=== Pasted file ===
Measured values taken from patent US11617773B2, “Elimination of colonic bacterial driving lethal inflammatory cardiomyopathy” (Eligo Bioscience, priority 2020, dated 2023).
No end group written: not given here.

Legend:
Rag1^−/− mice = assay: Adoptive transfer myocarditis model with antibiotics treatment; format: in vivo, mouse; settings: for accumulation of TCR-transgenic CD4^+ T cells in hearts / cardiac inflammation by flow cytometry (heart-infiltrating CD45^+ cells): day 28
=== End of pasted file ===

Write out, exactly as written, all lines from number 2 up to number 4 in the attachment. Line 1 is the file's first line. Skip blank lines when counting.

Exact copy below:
No end group written: not given here.

Legend:
Rag1^−/− mice = assay: Adoptive transfer myocarditis model with antibiotics treatment; format: in vivo, mouse; settings: for accumulation of TCR-transgenic CD4^+ T cells in hearts / cardiac inflammation by flow cytometry (heart-infiltrating CD45^+ cells): day 28